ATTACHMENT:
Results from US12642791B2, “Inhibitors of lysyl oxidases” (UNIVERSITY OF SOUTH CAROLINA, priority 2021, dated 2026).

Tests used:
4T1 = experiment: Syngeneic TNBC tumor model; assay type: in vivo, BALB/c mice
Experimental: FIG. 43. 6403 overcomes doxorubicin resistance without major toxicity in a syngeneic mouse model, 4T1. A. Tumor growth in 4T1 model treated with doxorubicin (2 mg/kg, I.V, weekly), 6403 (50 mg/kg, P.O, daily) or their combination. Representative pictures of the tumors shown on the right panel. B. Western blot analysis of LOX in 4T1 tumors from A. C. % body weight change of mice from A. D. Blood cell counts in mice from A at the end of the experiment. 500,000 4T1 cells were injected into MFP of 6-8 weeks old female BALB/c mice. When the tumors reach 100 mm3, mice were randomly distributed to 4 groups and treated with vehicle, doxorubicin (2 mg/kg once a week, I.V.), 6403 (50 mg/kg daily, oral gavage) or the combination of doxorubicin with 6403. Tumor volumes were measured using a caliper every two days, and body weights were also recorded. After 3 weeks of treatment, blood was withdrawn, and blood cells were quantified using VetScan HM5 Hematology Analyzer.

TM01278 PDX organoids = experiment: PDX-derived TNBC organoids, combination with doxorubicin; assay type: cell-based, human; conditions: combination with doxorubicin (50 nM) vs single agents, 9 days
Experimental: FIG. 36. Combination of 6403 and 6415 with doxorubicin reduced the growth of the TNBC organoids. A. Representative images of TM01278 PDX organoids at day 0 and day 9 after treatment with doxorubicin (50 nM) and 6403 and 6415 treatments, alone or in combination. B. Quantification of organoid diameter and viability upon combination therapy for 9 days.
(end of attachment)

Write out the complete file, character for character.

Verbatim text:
Results from US12642791B2, “Inhibitors of lysyl oxidases” (UNIVERSITY OF SOUTH CAROLINA, priority 2021, dated 2026).

Tests used:
4T1 = experiment: Syngeneic TNBC tumor model; assay type: in vivo, BALB/c mice
Experimental: FIG. 43. 6403 overcomes doxorubicin resistance without major toxicity in a syngeneic mouse model, 4T1. A. Tumor growth in 4T1 model treated with doxorubicin (2 mg/kg, I.V, weekly), 6403 (50 mg/kg, P.O, daily) or their combination. Representative pictures of the tumors shown on the right panel. B. Western blot analysis of LOX in 4T1 tumors from A. C. % body weight change of mice from A. D. Blood cell counts in mice from A at the end of the experiment. 500,000 4T1 cells were injected into MFP of 6-8 weeks old female BALB/c mice. When the tumors reach 100 mm3, mice were randomly distributed to 4 groups and treated with vehicle, doxorubicin (2 mg/kg once a week, I.V.), 6403 (50 mg/kg daily, oral gavage) or the combination of doxorubicin with 6403. Tumor volumes were measured using a caliper every two days, and body weights were also recorded. After 3 weeks of treatment, blood was withdrawn, and blood cells were quantified using VetScan HM5 Hematology Analyzer.

TM01278 PDX organoids = experiment: PDX-derived TNBC organoids, combination with doxorubicin; assay type: cell-based, human; conditions: combination with doxorubicin (50 nM) vs single agents, 9 days
Experimental: FIG. 36. Combination of 6403 and 6415 with doxorubicin reduced the growth of the TNBC organoids. A. Representative images of TM01278 PDX organoids at day 0 and day 9 after treatment with doxorubicin (50 nM) and 6403 and 6415 treatments, alone or in combination. B. Quantification of organoid diameter and viability upon combination therapy for 9 days.